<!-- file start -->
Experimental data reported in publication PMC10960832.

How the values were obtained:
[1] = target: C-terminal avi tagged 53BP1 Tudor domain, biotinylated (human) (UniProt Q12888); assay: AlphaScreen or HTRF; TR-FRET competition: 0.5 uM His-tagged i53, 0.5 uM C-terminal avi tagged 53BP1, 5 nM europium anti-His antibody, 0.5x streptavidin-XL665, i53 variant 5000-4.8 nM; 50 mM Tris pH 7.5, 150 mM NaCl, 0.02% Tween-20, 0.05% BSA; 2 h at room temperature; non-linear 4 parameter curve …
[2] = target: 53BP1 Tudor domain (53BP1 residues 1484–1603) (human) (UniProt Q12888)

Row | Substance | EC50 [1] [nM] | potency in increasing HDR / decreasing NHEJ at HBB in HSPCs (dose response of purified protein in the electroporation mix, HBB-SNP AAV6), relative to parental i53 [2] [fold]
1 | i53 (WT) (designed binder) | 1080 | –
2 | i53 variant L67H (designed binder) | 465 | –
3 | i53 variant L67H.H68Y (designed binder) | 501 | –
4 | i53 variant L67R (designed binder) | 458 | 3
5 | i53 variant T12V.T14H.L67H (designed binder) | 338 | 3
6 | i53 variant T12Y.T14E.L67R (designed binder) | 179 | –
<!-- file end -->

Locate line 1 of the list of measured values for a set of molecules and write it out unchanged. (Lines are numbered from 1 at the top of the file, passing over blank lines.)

Experimental data reported in publication PMC10960832.